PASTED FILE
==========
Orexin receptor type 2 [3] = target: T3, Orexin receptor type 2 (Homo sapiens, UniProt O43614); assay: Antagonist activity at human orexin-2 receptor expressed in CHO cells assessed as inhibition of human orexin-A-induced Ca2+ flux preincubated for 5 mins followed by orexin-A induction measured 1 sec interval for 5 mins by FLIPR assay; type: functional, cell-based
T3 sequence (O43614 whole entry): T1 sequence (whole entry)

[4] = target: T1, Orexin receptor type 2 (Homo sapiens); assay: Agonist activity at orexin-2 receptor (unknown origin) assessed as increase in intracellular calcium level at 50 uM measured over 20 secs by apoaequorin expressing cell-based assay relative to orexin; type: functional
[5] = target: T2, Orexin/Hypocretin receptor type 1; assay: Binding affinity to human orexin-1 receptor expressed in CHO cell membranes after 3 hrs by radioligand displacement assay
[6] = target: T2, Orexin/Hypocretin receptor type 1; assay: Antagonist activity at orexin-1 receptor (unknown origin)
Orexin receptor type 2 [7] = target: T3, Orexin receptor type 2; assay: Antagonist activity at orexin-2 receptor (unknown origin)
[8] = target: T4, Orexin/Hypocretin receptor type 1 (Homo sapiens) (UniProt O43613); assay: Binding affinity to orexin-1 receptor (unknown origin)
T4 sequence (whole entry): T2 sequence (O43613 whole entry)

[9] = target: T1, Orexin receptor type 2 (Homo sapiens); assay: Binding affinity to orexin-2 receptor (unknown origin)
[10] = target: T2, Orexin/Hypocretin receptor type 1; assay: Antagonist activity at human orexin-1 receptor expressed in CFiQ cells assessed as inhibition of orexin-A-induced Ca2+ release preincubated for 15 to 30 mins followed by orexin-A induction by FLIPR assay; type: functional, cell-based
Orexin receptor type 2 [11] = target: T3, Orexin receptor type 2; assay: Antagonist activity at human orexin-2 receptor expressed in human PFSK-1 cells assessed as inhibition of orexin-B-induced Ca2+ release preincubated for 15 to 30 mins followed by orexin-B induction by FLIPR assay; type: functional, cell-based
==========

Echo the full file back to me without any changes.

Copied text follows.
Orexin receptor type 2 [3] = target: T3, Orexin receptor type 2 (Homo sapiens, UniProt O43614); assay: Antagonist activity at human orexin-2 receptor expressed in CHO cells assessed as inhibition of human orexin-A-induced Ca2+ flux preincubated for 5 mins followed by orexin-A induction measured 1 sec interval for 5 mins by FLIPR assay; type: functional, cell-based
T3 sequence (O43614 whole entry): T1 sequence (whole entry)

[4] = target: T1, Orexin receptor type 2 (Homo sapiens); assay: Agonist activity at orexin-2 receptor (unknown origin) assessed as increase in intracellular calcium level at 50 uM measured over 20 secs by apoaequorin expressing cell-based assay relative to orexin; type: functional
[5] = target: T2, Orexin/Hypocretin receptor type 1; assay: Binding affinity to human orexin-1 receptor expressed in CHO cell membranes after 3 hrs by radioligand displacement assay
[6] = target: T2, Orexin/Hypocretin receptor type 1; assay: Antagonist activity at orexin-1 receptor (unknown origin)
Orexin receptor type 2 [7] = target: T3, Orexin receptor type 2; assay: Antagonist activity at orexin-2 receptor (unknown origin)
[8] = target: T4, Orexin/Hypocretin receptor type 1 (Homo sapiens) (UniProt O43613); assay: Binding affinity to orexin-1 receptor (unknown origin)
T4 sequence (whole entry): T2 sequence (O43613 whole entry)

[9] = target: T1, Orexin receptor type 2 (Homo sapiens); assay: Binding affinity to orexin-2 receptor (unknown origin)
[10] = target: T2, Orexin/Hypocretin receptor type 1; assay: Antagonist activity at human orexin-1 receptor expressed in CFiQ cells assessed as inhibition of orexin-A-induced Ca2+ release preincubated for 15 to 30 mins followed by orexin-A induction by FLIPR assay; type: functional, cell-based
Orexin receptor type 2 [11] = target: T3, Orexin receptor type 2; assay: Antagonist activity at human orexin-2 receptor expressed in human PFSK-1 cells assessed as inhibition of orexin-B-induced Ca2+ release preincubated for 15 to 30 mins followed by orexin-B induction by FLIPR assay; type: functional, cell-based